Starting in 1984 and continuing until his untimely passing in 2019, Dr. Nakamura Tetsu carried out relief work in Pakistan and Afghanistan both as a physician and as a humanitarian trying to improve living conditions for the people he met. With nature and the bonds of fate that link humans together setting the tone, this unique memoir recounts the travails and triumphs of Nakamura’s three and half decades in those two countries. How did this Japanese doctor who traveled to the region to provide medical care end up digging more than 1,600 wells and building a 25.5 kilometer-long canal? In a foreign land struck by civil war, bombings, and drought, miracles could still happen.
“Dr Nakamura did understand Afghanistan. He established a clinic in the country’s Nangarhar province during the 1990s after a spell in Pakistan. Supported by Japanese non-governmental organisations, he saw that the illnesses he treated mostly could be traced to malnourishment and lack of sufficient water. . . . His response was to become an engineer. In the early 2000s, he began supervising the construction of a network of irrigation canals that restored life to vast tracts of desert. He borrowed the design from centuries-old canal systems in Japan. The network could be built without complicated machinery and, critically, it could be maintained by local Afghans. The water supply has transformed hundreds of thousands of lives.”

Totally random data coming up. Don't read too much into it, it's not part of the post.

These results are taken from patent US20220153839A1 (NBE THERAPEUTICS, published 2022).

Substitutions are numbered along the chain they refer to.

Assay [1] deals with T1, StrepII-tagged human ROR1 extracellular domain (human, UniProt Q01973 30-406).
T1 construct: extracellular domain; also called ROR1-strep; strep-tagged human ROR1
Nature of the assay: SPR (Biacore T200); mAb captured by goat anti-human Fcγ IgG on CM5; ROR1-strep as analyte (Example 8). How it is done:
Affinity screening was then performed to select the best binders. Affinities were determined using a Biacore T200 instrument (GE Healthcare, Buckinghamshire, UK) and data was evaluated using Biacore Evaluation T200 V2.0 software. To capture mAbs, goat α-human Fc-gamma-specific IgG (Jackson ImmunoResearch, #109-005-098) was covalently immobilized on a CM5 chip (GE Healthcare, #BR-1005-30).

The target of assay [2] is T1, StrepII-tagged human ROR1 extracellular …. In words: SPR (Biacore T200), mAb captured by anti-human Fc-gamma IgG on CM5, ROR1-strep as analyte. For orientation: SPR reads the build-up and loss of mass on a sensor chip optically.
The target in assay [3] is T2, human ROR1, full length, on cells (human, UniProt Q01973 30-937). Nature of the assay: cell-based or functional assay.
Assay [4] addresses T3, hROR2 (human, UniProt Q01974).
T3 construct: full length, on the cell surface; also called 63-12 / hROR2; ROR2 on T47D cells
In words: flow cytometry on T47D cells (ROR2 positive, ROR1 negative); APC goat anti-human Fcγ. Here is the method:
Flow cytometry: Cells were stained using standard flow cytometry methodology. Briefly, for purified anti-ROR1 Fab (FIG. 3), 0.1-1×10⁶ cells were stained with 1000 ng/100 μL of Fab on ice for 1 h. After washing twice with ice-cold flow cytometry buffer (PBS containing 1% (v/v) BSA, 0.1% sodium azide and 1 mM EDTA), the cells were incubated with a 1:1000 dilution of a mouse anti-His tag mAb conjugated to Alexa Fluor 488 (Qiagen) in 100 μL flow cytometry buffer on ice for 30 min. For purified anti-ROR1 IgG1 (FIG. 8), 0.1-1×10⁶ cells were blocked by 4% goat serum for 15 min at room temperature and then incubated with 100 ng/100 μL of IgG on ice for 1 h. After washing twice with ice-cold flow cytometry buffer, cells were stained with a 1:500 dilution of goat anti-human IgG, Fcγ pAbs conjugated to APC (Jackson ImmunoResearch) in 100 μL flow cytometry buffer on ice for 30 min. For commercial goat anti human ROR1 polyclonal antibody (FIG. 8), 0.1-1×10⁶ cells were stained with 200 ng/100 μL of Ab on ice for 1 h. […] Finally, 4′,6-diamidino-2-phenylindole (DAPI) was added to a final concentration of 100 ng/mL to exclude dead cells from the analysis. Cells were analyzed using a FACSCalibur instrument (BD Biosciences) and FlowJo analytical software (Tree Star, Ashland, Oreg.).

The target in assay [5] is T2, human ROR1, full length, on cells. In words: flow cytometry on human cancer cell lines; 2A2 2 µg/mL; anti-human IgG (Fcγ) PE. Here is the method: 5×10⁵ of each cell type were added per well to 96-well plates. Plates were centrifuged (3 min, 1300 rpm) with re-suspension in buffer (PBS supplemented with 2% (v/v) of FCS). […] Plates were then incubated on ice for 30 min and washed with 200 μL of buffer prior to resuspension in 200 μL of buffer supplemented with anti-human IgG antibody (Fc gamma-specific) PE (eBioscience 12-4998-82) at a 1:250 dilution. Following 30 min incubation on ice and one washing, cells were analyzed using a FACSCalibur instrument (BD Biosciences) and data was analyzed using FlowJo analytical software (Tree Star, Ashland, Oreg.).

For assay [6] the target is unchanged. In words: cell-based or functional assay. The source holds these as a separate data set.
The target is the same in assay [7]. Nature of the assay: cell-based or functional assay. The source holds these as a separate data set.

Philip Stephens, "A Japanese saint among the sinners of the Afghan war"
Financial Times, January 2, 2020.